Cactus

Rust on the MOS 6502: Beyond Fibonacci

18 September 2021 (programming rust llvm c64 retro)

On August 15th, the following answer showed up on the Retrocomputing Stack Exchange site:

llvm-mos compiles a considerable subset of C++ to 6502 machine code out of the box. IIRC it's just missing "runtime support"; things like RTTI, exceptions, and the runtime layout of VTables. [...]

I came across this answer about a week later, so just in time for ICFP 2021 to start. I also had my Haskell Love talk coming up, and I really wanted to get the RetroClash page in shape by then, so that I can direct people there at the end of my talk.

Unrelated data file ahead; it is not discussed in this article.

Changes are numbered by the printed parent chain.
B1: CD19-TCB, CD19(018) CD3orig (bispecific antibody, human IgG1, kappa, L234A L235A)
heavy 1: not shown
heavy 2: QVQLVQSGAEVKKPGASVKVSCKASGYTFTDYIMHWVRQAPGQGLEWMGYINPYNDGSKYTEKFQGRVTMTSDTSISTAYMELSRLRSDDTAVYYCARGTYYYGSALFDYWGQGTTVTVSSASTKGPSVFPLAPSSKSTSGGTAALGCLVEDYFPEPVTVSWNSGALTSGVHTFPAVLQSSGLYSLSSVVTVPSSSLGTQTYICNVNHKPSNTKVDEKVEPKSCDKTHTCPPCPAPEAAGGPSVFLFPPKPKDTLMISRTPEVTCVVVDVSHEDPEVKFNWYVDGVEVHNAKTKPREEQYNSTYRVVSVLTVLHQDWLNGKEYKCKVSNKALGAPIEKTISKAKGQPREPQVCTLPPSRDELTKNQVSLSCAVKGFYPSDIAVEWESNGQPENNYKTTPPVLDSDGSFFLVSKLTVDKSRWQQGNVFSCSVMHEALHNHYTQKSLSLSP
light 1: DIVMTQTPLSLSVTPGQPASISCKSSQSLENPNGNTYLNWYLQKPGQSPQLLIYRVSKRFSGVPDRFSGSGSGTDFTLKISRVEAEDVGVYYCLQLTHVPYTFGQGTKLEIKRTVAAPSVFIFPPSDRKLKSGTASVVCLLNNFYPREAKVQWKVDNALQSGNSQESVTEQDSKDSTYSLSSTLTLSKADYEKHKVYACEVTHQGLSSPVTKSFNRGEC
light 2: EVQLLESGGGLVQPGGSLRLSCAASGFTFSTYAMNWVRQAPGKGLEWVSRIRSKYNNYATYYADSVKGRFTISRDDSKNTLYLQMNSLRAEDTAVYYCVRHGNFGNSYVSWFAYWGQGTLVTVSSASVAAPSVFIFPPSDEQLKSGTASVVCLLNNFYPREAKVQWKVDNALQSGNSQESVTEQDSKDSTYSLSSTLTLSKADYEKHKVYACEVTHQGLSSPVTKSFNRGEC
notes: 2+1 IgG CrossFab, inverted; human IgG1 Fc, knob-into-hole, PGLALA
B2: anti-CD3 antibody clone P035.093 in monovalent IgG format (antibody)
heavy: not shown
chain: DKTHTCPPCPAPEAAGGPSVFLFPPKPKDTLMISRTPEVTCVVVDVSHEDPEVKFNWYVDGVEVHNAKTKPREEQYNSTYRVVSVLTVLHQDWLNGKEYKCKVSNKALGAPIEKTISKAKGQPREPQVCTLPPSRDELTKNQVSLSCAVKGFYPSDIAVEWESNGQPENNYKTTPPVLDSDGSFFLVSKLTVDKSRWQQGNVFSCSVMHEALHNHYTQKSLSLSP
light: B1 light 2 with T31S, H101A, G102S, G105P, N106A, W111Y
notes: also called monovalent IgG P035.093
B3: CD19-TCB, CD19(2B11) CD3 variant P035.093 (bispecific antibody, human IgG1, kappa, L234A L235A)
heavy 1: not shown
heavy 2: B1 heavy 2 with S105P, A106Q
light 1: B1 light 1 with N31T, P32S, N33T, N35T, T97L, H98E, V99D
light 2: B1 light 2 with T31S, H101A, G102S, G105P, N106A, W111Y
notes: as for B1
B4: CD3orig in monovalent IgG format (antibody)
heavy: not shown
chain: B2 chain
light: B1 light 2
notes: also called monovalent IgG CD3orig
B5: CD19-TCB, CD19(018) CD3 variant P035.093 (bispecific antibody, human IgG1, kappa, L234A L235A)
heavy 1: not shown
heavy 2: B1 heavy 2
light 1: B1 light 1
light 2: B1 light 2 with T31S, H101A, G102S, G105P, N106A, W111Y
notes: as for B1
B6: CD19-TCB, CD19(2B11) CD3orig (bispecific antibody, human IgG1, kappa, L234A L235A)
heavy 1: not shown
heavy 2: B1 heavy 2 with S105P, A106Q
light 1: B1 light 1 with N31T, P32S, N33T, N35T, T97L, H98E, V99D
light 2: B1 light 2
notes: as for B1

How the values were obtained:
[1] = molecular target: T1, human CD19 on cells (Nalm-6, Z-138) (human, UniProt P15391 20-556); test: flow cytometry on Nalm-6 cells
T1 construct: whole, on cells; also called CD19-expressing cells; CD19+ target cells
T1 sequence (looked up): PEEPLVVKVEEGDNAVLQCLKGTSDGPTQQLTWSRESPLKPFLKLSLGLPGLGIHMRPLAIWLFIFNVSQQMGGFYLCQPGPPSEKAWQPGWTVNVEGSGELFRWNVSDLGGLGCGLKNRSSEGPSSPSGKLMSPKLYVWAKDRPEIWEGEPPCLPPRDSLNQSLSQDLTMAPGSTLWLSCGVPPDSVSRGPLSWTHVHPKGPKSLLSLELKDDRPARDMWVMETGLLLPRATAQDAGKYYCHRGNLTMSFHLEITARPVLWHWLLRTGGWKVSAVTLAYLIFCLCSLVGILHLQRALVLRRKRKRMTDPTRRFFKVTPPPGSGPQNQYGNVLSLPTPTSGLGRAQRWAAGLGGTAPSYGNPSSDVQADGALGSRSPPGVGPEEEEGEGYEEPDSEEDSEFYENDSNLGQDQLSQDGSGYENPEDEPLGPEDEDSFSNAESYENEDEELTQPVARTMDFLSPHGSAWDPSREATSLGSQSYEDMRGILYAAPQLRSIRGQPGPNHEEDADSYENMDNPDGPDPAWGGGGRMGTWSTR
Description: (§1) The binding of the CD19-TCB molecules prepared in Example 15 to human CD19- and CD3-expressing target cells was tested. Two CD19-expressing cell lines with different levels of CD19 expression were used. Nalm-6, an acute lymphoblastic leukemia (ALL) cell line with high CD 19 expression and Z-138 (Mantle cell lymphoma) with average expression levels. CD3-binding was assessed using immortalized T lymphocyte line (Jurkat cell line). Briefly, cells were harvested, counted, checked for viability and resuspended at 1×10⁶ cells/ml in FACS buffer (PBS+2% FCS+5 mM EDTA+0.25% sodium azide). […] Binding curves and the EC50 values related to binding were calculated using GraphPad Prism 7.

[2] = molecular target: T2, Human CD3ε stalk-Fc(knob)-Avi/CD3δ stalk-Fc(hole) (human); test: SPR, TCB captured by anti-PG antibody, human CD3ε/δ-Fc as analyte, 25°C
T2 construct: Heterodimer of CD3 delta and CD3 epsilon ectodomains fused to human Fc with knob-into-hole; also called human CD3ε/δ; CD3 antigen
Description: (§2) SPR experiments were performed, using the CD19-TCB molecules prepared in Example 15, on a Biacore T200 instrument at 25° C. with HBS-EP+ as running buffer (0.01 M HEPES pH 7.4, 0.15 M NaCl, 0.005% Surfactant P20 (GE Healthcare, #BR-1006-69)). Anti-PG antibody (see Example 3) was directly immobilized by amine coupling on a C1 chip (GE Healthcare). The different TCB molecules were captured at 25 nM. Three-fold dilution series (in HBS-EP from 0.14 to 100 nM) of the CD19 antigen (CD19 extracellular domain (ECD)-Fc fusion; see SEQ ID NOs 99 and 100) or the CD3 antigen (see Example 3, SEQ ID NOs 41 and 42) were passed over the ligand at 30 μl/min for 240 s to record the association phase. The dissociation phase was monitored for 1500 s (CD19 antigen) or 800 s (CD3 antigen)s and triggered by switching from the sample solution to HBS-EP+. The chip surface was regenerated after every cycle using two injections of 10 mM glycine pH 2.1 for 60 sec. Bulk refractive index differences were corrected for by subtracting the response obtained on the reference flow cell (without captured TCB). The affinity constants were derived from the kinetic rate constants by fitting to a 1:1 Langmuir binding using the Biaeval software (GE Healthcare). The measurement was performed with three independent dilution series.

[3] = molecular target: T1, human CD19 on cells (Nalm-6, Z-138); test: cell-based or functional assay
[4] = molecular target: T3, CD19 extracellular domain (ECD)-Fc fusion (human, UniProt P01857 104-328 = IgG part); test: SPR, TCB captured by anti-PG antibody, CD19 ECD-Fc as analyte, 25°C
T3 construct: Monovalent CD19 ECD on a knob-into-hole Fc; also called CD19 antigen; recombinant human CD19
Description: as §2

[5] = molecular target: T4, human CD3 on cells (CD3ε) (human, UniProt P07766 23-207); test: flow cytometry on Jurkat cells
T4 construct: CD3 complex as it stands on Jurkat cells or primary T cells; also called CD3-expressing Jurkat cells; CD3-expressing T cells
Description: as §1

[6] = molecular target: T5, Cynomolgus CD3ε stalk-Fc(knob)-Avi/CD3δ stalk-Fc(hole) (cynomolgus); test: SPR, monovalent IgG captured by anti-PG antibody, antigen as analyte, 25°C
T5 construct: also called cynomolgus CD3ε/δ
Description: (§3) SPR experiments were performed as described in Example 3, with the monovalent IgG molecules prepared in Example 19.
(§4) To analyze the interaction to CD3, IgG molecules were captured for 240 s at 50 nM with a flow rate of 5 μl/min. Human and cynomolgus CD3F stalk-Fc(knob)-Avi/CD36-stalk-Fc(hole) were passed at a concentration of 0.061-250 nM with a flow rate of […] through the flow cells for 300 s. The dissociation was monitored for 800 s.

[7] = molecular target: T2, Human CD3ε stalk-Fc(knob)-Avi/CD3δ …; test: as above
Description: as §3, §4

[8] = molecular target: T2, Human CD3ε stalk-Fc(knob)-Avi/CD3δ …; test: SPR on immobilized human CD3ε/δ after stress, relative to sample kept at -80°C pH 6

But still! LLVM, and consequently, Rust, on a C64! Damn if that isn't the perfect nerd-sniping for me. So I looked around to find this 6502.org forum post that shows compiling a Rust implementation of the Fibonacci function and linking it with a small C main. I've reproduced their code here in a Git repo for easier fiddling.

So after ICFP, although other things kept piling up, including a GM-ing gig playing Trail of Cthulhu's excellent The Dance in the Blood and coordinating with the awesome David Thinnes on getting Arrow DECA support into clash-pong in time for Haskell Love, I carved out a weekend to dust off my Rust-on-AVR CHIP-8 implementation to try to get it running on the C64.